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Twitter and Facebook Barred Trump. China Is on His Side.

  • January 18, 2021

The government has strict rules regarding which social media accounts and websites can post articles and photos of leaders like Mr. Xi. Young censors spend much of their workdays blocking and deleting links that contain photos of the leaders, even if the content supports the government. In other words, ordinary Chinese don’t even have the right to post photos of Mr. Xi, much less criticize him.

Those who dare to criticize him face severe punishment. Ren Zhiqiang, a retired businessman and an influential social media personality, was silenced on Chinese online platforms in early 2016 after he criticized Mr. Xi’s directives that the Chinese news media should serve the party. He was sentenced to 18 years in prison last year after writing an essay that was critical of Mr. Xi’s response to the coronavirus outbreak.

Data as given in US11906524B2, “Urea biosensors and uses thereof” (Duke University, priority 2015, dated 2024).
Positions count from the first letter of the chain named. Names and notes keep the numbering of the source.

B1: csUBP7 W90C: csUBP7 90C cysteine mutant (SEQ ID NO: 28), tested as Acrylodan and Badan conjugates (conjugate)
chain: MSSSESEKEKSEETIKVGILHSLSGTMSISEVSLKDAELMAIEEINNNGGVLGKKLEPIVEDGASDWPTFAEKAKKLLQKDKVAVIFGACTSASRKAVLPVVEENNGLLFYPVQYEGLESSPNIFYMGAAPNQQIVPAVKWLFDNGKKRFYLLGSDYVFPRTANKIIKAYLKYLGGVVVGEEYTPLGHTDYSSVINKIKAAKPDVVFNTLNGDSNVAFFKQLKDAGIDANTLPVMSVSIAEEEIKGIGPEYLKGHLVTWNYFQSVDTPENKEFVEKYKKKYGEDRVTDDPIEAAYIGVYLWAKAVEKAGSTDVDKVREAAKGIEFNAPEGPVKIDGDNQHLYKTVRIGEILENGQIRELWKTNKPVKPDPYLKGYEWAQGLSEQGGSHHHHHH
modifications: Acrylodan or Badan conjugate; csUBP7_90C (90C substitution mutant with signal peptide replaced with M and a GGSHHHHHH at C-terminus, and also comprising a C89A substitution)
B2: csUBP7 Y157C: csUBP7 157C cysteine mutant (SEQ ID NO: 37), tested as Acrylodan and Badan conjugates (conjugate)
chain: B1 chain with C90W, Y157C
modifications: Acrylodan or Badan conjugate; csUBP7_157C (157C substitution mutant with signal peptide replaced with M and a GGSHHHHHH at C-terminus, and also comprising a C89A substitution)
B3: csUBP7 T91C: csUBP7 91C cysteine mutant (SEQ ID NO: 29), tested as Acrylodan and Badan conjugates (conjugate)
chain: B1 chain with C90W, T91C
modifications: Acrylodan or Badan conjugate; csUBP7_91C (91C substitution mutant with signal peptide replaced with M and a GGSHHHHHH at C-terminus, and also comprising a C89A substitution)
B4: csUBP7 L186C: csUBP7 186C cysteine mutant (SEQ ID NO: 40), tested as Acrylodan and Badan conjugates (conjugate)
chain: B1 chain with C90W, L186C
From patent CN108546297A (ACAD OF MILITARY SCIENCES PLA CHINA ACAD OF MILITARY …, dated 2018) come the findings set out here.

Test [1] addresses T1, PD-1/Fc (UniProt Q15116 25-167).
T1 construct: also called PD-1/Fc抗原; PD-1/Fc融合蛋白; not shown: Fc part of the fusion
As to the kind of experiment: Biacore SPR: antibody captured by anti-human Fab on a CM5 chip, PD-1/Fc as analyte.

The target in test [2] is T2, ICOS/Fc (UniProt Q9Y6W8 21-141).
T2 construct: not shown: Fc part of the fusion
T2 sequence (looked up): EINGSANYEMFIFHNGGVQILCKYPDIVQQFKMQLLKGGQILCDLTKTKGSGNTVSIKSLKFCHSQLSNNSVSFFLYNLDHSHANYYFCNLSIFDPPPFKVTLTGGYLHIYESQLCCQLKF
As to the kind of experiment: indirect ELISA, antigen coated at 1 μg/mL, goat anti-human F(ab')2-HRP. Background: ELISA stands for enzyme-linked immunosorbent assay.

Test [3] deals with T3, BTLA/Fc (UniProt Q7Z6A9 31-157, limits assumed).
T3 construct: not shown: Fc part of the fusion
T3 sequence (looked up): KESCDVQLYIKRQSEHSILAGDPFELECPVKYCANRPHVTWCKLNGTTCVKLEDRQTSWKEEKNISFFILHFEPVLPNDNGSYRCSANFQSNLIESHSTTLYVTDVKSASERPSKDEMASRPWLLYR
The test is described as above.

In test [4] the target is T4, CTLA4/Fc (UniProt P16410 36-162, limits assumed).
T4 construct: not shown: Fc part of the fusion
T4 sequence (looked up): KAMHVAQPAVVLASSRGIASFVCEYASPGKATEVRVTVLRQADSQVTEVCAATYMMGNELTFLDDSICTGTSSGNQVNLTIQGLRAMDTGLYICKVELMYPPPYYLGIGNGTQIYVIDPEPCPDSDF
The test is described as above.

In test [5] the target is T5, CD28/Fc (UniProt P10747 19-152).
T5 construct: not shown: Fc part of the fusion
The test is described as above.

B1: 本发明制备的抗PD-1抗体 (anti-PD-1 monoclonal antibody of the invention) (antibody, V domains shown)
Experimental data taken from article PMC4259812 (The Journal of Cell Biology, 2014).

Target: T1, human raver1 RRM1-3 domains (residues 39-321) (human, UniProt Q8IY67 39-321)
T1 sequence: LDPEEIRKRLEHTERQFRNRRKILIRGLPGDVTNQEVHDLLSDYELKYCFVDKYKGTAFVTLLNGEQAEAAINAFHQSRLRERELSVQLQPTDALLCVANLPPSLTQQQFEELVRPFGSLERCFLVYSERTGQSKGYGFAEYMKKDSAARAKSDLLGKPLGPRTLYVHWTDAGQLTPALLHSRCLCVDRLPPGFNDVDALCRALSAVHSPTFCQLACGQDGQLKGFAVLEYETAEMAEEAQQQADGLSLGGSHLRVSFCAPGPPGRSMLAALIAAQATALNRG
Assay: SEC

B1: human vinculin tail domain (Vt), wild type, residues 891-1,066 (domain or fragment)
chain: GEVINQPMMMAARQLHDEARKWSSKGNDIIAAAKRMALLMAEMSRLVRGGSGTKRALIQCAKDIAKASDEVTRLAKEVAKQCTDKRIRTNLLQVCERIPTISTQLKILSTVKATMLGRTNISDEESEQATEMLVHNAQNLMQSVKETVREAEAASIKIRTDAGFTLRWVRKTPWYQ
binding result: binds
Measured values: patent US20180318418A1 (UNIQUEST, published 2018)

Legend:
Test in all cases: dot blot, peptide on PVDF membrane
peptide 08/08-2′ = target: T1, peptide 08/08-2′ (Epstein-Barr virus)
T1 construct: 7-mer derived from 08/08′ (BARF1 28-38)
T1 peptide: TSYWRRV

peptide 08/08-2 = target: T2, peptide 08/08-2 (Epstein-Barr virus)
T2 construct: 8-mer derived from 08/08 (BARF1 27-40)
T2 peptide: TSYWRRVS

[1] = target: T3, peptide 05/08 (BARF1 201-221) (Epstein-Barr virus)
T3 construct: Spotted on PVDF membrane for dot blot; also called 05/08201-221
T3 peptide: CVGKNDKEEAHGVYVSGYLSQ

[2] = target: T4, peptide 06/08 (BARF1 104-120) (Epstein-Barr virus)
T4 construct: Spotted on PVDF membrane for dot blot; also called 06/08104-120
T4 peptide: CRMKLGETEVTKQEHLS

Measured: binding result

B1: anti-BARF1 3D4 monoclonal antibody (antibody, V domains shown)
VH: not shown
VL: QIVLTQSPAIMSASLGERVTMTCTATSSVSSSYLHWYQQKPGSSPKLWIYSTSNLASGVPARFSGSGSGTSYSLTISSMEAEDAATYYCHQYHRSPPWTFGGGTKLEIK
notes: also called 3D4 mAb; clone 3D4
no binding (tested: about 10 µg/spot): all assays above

Chinese internet companies conduct their own censorship, but they do so out of fear of what Beijing officials might do to them. Last February,, a news portal, was punished for running original content about the coronavirus outbreak. Under the Chinese regulations, these websites can’t produce original news content.

According to the national internet regulator, websites and regulators in December processed more than 13 million items deemed to be illegal and unhealthy, an 8 percent increase from a year earlier. Among them, six million were processed by Weibo.

For those reasons, many Chinese are dumbfounded by the idea that private companies such as Twitter and Facebook have the power to reject a sitting American president.

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“When Twitter banned Trump, it was a private platform refusing to serve the president,” a Weibo user called Xichuangsuiji wrote in trying to explain the distinction. “When Weibo bans you, it’s simply executing government guidelines to censor an individual’s speech.”

Some Chinese dissidents and liberal intellectuals oppose the bans because they suffered harsh censorship in China or because they support Mr. Trump, whom they see as tough on the Communist Party.

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